|INCLUDE is very powerful, especially with multiple platforms and/or
targets, similar to a PC app being written for DOS, UNIX, Windows.
You can create a directory structure for you project. Take the following
S Holds files common to more than one target
MASTER Holds files for the master unit
SLAVE Holds files for the slave unit
S could hold a file with all defines, registers, common storage. Another
file with macros. Let's say your project has serial I/O that is common to
both units, put that code in SERIAL.ASM in the S directory.
In your main ASM file in the MASTER directory, you would put
in the appropriate place to include the serial I/O. Do the same thing in
the SLAVE unit main ASM file. Any bug you fix in SERIAL.ASM is
automatically applied to both units.
In my view, this is the real reason for using INCLUDE: you can write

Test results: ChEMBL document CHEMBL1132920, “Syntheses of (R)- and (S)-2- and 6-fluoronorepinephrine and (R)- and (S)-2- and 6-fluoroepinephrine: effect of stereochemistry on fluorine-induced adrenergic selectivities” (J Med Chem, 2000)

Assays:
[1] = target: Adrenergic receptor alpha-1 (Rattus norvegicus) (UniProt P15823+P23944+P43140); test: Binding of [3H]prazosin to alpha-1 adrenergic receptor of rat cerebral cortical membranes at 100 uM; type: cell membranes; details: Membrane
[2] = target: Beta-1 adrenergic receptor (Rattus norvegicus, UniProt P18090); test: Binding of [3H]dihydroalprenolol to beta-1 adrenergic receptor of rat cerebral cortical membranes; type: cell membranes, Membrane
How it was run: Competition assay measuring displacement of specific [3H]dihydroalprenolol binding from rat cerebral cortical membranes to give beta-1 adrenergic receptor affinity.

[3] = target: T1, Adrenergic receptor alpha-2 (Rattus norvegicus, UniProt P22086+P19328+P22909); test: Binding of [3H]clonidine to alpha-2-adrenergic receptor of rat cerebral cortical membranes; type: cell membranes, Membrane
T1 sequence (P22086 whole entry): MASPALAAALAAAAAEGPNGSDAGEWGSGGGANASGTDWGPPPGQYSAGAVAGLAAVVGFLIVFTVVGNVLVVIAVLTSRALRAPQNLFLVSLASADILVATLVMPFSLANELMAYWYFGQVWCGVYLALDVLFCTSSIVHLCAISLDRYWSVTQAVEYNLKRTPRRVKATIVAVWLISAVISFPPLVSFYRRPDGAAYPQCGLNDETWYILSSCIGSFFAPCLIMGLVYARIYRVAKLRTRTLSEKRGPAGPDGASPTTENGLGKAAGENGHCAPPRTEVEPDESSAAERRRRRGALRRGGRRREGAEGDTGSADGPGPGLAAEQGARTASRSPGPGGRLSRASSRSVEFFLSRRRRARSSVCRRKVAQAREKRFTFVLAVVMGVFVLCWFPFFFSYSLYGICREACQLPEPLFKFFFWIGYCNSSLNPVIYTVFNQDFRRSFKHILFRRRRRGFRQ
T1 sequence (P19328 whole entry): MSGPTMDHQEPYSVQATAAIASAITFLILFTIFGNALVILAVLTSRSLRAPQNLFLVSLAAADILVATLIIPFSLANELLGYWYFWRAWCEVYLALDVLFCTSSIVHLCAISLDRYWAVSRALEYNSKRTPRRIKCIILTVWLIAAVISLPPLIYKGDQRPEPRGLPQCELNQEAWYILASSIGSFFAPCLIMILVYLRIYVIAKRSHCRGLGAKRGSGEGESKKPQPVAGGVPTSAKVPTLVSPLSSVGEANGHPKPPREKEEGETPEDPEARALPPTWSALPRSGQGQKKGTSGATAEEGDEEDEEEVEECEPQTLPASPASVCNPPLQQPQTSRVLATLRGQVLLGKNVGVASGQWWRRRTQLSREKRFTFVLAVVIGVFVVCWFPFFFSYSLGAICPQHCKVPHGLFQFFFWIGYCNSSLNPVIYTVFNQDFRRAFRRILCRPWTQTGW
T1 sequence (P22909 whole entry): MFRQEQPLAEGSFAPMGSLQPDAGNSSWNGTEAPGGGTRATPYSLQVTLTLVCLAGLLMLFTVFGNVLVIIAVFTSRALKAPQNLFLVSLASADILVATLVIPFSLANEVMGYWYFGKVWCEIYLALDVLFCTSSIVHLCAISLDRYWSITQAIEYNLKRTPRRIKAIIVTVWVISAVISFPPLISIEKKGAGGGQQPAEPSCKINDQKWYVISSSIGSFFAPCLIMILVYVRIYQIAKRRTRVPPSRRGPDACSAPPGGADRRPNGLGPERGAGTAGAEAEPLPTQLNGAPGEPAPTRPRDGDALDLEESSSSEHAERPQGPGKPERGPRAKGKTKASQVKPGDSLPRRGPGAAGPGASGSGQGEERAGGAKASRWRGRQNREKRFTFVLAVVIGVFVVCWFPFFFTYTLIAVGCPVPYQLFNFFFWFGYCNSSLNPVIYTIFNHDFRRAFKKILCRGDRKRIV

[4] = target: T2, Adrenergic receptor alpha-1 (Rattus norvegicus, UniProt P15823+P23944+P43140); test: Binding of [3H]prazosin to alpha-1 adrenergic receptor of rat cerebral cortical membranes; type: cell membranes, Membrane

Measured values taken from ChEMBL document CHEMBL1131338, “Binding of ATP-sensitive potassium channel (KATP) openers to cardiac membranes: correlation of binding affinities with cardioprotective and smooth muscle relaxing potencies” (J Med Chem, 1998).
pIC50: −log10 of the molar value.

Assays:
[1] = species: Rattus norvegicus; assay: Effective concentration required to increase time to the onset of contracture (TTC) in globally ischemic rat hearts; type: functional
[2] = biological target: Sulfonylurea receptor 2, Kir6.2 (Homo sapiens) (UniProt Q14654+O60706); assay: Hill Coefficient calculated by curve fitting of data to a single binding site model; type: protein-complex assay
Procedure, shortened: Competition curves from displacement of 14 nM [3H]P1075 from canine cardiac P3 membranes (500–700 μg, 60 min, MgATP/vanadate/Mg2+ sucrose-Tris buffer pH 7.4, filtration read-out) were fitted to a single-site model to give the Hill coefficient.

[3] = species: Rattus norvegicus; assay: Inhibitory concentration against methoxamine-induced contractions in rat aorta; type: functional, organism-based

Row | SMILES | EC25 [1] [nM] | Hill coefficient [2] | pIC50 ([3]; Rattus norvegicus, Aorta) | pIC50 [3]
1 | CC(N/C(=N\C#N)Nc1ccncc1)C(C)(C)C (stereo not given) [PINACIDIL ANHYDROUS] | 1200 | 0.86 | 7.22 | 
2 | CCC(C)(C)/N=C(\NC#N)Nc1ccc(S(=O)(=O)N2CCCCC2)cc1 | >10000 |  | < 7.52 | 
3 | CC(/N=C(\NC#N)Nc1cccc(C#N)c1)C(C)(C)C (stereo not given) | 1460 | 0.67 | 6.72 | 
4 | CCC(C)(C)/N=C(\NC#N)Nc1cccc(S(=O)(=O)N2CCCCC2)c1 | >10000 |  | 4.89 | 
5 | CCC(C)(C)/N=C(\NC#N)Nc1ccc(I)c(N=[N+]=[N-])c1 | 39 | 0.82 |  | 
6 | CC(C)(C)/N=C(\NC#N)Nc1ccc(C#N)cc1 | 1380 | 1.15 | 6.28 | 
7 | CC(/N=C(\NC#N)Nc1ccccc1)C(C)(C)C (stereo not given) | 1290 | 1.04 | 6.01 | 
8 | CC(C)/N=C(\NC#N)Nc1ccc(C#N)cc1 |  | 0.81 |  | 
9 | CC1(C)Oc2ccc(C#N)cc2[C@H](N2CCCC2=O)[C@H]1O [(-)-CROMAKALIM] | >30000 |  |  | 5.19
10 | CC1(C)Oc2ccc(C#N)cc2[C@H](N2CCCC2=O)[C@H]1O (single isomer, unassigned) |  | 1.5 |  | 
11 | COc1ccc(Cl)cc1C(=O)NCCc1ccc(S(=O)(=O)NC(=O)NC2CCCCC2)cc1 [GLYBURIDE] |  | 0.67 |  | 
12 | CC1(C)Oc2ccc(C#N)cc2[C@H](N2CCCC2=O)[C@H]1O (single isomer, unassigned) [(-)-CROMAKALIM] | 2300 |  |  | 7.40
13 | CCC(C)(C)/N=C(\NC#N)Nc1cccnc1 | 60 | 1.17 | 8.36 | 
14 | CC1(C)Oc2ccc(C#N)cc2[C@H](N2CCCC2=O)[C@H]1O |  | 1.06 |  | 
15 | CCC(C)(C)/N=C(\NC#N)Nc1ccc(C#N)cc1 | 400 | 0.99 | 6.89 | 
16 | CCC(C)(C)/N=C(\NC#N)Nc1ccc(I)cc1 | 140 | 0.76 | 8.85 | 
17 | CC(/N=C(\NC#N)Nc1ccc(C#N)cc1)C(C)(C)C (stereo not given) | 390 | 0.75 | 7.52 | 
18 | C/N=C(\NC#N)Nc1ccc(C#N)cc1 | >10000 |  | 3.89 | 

important things once and reuse them: PIC ASM is like any other language,
you want to reuse code and avoid duplication. The files that come with the
compiler that define the chip registers are just one thing you want to
avoid writing more than once.
When you get more fancy, you start using IF/ELSE/ENDIF to do or include
specific things for a platform or target.
In some of our C language projects, we use a S, PIC and WINDOWS
directories: prototype under Windows and then port to PIC. The core logic
goes in S, the hardware interface stuff goes in WINDOWS or PIC directories.
Enough for now.
<sni.net> Ed Todd edtodd
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